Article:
And with biting understatement, the FDA suggested that Reckitt’s move was based only on financial interests. “The timing of Reckitt’s September 2012 announcement that it would discontinue marketing of the tablet product because of pediatric exposure issues, given its close alignment with the period in which generic competition for this product was expected to begin, cannot be ignored,” the FDA said.
So the FDA referred the matter to the FTC, “which has the administrative tools and the expertise to investigate and address anticompetitive business practices.”
In a February 25 press release, Reckitt said it was “disappointed” with the FDA’s decision, but it would “continue to work with the FDA on safety enhancements” and will “carry on with the decision to discontinue the sale of its loose tablet bottles” of Suboxone in the United States.
The company did not return a request for a comment. The press release came from the United Kingdom headquarters and not from the Richmond, Virginia, headquarters where medical director Tim Baxter, M.D., interviewed by ADAW last fall, is located and where the FDA sent the letter.
Treatment field gratified
Treatment advocates were gratified by the decision, cheering on the FDA for “doing the right thing” in comments posted on the Internet.
Jeffrey T. Junig, M.D., Ph.D., a psychiatrist who wrote a scathing letter to the editor saying “Shame on them” to Reckitt (see ADAW, October 8, 2012) and has posted frequently on his own blog about Reckitt’s attempts to thwart generics, told ADAW that “many doctors in the field have suspected that the film was introduced not to meet patient needs as much as to survive generic competition.” Because Reckitt has convinced payers that the film is less subject to abuse, payers are in many cases covering only the film, which is more expensive than the tablet — and, of course, much more expensive than the generics.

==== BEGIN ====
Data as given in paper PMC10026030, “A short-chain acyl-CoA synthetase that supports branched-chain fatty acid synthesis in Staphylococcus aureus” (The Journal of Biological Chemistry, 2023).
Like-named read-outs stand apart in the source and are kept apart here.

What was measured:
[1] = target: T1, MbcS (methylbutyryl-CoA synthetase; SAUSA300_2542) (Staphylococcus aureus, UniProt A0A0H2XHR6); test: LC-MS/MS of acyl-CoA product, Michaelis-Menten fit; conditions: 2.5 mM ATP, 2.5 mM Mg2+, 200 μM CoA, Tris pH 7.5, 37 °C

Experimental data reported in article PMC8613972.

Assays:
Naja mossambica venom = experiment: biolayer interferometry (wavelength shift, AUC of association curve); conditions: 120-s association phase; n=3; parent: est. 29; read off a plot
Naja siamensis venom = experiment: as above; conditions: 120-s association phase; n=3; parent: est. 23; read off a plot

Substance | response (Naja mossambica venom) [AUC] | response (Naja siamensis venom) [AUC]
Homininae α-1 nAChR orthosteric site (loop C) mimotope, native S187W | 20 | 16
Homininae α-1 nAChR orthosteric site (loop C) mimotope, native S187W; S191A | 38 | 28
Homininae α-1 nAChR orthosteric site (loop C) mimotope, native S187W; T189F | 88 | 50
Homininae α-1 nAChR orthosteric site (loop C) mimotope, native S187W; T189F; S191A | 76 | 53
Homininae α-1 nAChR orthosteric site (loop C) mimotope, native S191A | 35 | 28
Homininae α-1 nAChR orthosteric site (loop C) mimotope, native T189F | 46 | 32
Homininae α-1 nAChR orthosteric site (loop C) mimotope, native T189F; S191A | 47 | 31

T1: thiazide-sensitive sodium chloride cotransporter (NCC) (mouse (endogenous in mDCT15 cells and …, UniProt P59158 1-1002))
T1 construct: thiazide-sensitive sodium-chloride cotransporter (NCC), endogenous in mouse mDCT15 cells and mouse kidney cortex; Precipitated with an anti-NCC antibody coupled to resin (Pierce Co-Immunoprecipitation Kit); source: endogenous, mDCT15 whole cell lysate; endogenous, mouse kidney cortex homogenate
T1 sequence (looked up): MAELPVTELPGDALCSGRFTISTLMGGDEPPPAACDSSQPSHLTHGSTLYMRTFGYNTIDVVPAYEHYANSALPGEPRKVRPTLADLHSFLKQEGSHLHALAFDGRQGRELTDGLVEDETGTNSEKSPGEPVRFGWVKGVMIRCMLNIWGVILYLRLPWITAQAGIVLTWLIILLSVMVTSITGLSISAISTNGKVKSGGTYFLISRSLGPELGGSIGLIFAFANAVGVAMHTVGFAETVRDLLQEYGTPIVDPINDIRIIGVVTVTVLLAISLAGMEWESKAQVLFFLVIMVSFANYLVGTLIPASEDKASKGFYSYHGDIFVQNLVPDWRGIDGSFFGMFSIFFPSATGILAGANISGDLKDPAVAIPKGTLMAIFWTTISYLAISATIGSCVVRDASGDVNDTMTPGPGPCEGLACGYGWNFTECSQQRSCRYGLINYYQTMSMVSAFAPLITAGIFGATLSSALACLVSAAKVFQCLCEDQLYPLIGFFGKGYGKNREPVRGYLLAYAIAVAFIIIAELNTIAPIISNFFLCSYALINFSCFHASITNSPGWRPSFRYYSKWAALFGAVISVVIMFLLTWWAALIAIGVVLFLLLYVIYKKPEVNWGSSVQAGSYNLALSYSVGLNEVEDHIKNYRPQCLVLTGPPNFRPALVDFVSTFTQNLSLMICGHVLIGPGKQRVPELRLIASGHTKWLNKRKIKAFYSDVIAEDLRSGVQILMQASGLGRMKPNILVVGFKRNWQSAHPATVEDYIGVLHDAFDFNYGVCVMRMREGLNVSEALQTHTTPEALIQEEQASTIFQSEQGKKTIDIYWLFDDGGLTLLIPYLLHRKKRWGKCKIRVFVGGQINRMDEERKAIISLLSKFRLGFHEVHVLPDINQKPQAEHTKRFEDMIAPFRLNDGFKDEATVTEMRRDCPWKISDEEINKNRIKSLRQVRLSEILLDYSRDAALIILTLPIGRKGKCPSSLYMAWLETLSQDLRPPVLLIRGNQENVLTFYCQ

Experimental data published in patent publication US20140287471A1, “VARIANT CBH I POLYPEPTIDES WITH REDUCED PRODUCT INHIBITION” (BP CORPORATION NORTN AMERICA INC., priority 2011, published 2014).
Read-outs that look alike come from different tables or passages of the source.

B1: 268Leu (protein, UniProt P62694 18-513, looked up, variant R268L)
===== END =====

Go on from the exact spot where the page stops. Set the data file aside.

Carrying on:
“This is maddening in an era of limited resources,” said Junig, who is a psychiatrist with the University of Wisconsin Oshkosh Student Health Service and assistant clinical professor of psychiatry at the Medical College of Wisconsin. “The referral to the FTC was a surprising blow to their marketing strategy, and is a sign that the FDA understands the severity of the problem of opioid dependence.”
The approval of the generics was “very good news for patients taking buprenorphine,” said Junig. “Many patients lose insurance coverage as part of the fallout of their addiction, and the high price of Suboxone has encouraged improper use of the medication, such as using small pieces of one dose for many days, rather than taking a sufficient dose,” he said. “Hopefully price competition will result in greater access to allow for appropriate dosing.”
It’s easy to interchange between film and tablet, said Junig. “The transition is a no-brainer,” he told ADAW. “The film and the tab have the same ingredients, and each dissolves in the mouth to yield the exact same mix of molecules, which are then absorbed through the oral mucosa and into the bloodstream.”
It’s also simple to transfer from Suboxone to generic buprenorphine-naloxone, he said.
Both the film and the tablet must be allowed to dissolve under the tongue and be absorbed that way. If swallowed instead of taken sublingually, the buprenorphine is metabolized by the liver during the “first pass” and never gets into the circulation.
The approval of the generics — the sponsors are Actavis and Amneal — is also significant because of the greatly increased demand that is expected for buprenorphine, now that opioid treatment programs can dispense take-homes without a long waiting period (see ADAW, December 10, 2012, December 17, 2012).